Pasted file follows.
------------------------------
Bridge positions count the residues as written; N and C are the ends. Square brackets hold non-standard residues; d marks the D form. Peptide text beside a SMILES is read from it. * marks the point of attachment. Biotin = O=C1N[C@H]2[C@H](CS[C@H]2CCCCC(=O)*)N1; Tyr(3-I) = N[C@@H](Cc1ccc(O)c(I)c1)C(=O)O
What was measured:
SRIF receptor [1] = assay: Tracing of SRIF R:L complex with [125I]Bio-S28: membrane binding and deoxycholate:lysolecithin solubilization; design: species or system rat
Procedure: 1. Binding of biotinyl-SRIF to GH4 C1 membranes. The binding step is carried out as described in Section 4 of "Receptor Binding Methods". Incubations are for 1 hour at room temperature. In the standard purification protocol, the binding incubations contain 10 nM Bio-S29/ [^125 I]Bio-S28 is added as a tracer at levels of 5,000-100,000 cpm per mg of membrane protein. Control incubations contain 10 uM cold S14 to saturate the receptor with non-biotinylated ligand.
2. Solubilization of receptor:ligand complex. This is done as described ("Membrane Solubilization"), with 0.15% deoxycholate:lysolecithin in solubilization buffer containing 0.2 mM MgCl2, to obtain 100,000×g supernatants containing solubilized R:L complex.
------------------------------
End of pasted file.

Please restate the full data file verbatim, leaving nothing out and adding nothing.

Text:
Bridge positions count the residues as written; N and C are the ends. Square brackets hold non-standard residues; d marks the D form. Peptide text beside a SMILES is read from it. * marks the point of attachment. Biotin = O=C1N[C@H]2[C@H](CS[C@H]2CCCCC(=O)*)N1; Tyr(3-I) = N[C@@H](Cc1ccc(O)c(I)c1)C(=O)O
What was measured:
SRIF receptor [1] = assay: Tracing of SRIF R:L complex with [125I]Bio-S28: membrane binding and deoxycholate:lysolecithin solubilization; design: species or system rat
Procedure: 1. Binding of biotinyl-SRIF to GH4 C1 membranes. The binding step is carried out as described in Section 4 of "Receptor Binding Methods". Incubations are for 1 hour at room temperature. In the standard purification protocol, the binding incubations contain 10 nM Bio-S29/ [^125 I]Bio-S28 is added as a tracer at levels of 5,000-100,000 cpm per mg of membrane protein. Control incubations contain 10 uM cold S14 to saturate the receptor with non-biotinylated ligand.
2. Solubilization of receptor:ligand complex. This is done as described ("Membrane Solubilization"), with 0.15% deoxycholate:lysolecithin in solubilization buffer containing 0.2 mM MgCl2, to obtain 100,000×g supernatants containing solubilized R:L complex.